Small wonder, for the immediate following of Jesus was Jewish and it was as difficult for them as for him to reconcile mystical experience with Biblical monotheism. Instead of following him they worshipped him, for they still felt that—for anyone except Jesus—it would be pride, presumption, and insubordination for a mere creature to be one with the Creator. For monotheism can allow only the devotional (bhakti) style of mysticism, where Creator and creature find union in intense mutual love, never in basic identity. In the context of monarchical monotheism to say, “I am God,” doesn’t seem to carry the implication, “And so are you,” because it has the same ring as saying, “I’m the boss around here.” Within this context the mystic is always in danger of that spiritual megalomania which Jung called “psychic inflation” in which one takes one’s ego for God instead of God for one’s ego—and Christianity has maneuvered Jesus into just that position. It is thus that the individual Christian frustrates himself perpetually, always finding himself guilty for not living up to the example of one who had the unique advantage of being God incarnate, and who was by definition incapable of being guilty.
The question then arises: Can Christianity abandon the monarchical image of God and still be Christianity? Why should this be of concern? For which is more important—to be a Christian or to be at one with God? Must religion be Christian, Islamic or Hindu, or could it simply be religion? Certainly there must be the same variety of style in religion as there is in culture, but the concern to preserve, validate and propagate Christianity as such is a disastrous confusion of religious style with religion. Indeed, this sectarian fanaticism (shared alike by Judaism and Islam) is all of a piece with the monarchical image and its necessary imperialism. Even such scholarly theologians as Maritain and Zaehner keep up this pitiful game of spiritual one-upmanship in differentiating the “natural” mysticism of Hindus and Buddhists from the “supernatural” mysticism of Christians, and continue to damn other religions with faint praise. If Christianity cannot be Christianity without pushing the claim to be the best of all possible religions, the world will breathe more freely when it dissolves.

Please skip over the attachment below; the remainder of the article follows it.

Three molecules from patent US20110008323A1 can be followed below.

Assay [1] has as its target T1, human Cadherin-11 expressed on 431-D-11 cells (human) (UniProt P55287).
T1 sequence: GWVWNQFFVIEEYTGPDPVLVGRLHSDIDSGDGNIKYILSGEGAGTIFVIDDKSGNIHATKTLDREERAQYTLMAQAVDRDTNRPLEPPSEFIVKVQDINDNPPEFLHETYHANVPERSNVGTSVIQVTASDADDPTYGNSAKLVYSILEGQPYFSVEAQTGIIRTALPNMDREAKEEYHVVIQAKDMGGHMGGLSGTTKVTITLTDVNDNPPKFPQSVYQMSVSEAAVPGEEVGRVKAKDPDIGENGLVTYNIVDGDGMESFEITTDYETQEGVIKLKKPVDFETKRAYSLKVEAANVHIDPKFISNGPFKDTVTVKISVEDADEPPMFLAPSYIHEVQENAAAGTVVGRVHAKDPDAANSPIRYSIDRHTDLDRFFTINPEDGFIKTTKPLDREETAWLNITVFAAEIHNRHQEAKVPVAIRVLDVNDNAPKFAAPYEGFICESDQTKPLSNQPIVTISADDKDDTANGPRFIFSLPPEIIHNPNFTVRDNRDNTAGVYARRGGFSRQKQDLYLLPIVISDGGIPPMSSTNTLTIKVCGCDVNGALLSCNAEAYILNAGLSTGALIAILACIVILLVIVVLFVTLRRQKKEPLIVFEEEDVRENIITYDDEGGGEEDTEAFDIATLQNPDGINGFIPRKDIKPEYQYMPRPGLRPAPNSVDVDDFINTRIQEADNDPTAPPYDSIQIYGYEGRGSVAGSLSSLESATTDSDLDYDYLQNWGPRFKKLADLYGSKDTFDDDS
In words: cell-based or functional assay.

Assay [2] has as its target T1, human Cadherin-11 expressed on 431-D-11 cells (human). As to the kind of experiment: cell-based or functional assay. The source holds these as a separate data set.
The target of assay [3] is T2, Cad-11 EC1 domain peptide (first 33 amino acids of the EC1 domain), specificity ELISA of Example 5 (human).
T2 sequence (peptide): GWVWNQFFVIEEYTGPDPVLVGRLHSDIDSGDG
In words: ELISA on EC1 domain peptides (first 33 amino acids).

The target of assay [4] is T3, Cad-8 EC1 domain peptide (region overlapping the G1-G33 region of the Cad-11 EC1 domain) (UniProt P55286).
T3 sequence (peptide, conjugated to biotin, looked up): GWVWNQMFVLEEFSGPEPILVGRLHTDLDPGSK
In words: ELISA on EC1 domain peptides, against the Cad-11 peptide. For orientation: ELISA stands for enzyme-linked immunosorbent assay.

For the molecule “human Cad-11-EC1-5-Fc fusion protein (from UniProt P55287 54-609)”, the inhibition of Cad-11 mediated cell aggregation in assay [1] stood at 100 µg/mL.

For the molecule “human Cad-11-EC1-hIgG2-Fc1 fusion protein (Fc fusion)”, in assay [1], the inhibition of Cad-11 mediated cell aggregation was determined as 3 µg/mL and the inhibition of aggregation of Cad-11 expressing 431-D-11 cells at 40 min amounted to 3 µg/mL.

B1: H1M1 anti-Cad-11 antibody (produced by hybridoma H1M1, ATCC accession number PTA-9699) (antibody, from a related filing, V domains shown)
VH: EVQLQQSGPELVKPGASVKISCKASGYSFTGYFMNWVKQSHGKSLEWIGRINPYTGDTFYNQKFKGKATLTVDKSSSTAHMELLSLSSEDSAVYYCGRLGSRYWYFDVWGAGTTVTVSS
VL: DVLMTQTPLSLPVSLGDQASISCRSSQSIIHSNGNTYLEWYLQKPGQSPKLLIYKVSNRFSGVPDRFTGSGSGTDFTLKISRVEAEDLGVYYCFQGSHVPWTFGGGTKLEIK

The practical problem is, what are we going to do on Sunday mornings? How are multitudes of ministers to continue their work? What is to be the use of Church buildings, funds, and administrative machinery? Naturally, institutional Christianity will, in its present form, continue to supply the demand which remains for a monarchical religion. But a considerable number of ministers and even congregations—not to mention millions of reasonably intelligent young people—realize that churches must “put up or shut up,” and that the chief business of religious facilities and assemblies is to provide a social milieu for religious experience. This is no mere matter of changing the externals—of having rock bands instead of organs and Kyrie eleison set to jazz, nor even of turning churches into social service centers with the idea that this would be practicing Christianity seven days a week instead of just talking it on Sundays. Indeed, one may well hope that monarchical Christianity will not be practiced, even on Sundays, since the dutiful spirit in which it dispenses charity breeds resentment in the giver and the receiver alike, for when the one gives with reluctance the other receives with guilt. Ministers and their congregations must instead consider what need there may be for churches as temples for contemplation and meditation, stripped of the courthouse furniture of stalls, pews, pulpits, lecterns and other equipment for throwing the Book at captive audiences. They must consider also the need for retreat houses and religious communities, and for guidance and instruction in the many forms of spiritual discipline which are conducive to mystical vision. They must further consider whether, as things now stand, they are even able to offer such services— sorely neglected as they have been in theological education. Obviously, if Christian groups cannot or will not provide mystical religion, the work will be (and is already being) done by Hindus, Buddhists, Sufis, unaffiliated gurus, and growth centers. Churchmen can no longer afford to laugh these things off as cultish vagaries for goofy and esoteric minorities—as if any intensive practice of religion had ever, anywhere at any time, been of interest to the majority of people.